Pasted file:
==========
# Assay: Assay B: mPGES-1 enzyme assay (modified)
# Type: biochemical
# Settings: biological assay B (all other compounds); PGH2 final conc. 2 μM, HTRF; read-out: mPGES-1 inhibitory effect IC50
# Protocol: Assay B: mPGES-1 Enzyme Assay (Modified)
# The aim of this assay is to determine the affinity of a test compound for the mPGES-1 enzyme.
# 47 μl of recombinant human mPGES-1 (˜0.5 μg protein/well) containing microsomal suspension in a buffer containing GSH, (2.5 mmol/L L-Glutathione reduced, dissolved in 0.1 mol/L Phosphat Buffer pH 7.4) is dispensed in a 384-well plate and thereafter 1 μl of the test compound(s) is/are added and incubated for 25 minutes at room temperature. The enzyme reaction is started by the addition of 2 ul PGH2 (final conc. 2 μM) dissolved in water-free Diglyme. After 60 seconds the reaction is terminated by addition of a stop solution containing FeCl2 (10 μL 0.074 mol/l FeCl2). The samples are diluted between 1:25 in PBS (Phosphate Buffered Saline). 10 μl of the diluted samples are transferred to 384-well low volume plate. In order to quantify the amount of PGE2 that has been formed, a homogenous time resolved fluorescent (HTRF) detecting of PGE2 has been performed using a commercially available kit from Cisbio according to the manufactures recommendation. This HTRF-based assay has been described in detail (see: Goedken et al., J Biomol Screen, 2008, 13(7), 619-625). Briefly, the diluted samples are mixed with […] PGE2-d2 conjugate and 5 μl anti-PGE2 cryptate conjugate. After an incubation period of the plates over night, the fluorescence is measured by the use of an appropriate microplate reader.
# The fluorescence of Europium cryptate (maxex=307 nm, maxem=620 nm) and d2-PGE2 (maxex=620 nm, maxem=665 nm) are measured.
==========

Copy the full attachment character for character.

# Assay: Assay B: mPGES-1 enzyme assay (modified)
# Type: biochemical
# Settings: biological assay B (all other compounds); PGH2 final conc. 2 μM, HTRF; read-out: mPGES-1 inhibitory effect IC50
# Protocol: Assay B: mPGES-1 Enzyme Assay (Modified)
# The aim of this assay is to determine the affinity of a test compound for the mPGES-1 enzyme.
# 47 μl of recombinant human mPGES-1 (˜0.5 μg protein/well) containing microsomal suspension in a buffer containing GSH, (2.5 mmol/L L-Glutathione reduced, dissolved in 0.1 mol/L Phosphat Buffer pH 7.4) is dispensed in a 384-well plate and thereafter 1 μl of the test compound(s) is/are added and incubated for 25 minutes at room temperature. The enzyme reaction is started by the addition of 2 ul PGH2 (final conc. 2 μM) dissolved in water-free Diglyme. After 60 seconds the reaction is terminated by addition of a stop solution containing FeCl2 (10 μL 0.074 mol/l FeCl2). The samples are diluted between 1:25 in PBS (Phosphate Buffered Saline). 10 μl of the diluted samples are transferred to 384-well low volume plate. In order to quantify the amount of PGE2 that has been formed, a homogenous time resolved fluorescent (HTRF) detecting of PGE2 has been performed using a commercially available kit from Cisbio according to the manufactures recommendation. This HTRF-based assay has been described in detail (see: Goedken et al., J Biomol Screen, 2008, 13(7), 619-625). Briefly, the diluted samples are mixed with […] PGE2-d2 conjugate and 5 μl anti-PGE2 cryptate conjugate. After an incubation period of the plates over night, the fluorescence is measured by the use of an appropriate microplate reader.
# The fluorescence of Europium cryptate (maxex=307 nm, maxem=620 nm) and d2-PGE2 (maxex=620 nm, maxem=665 nm) are measured.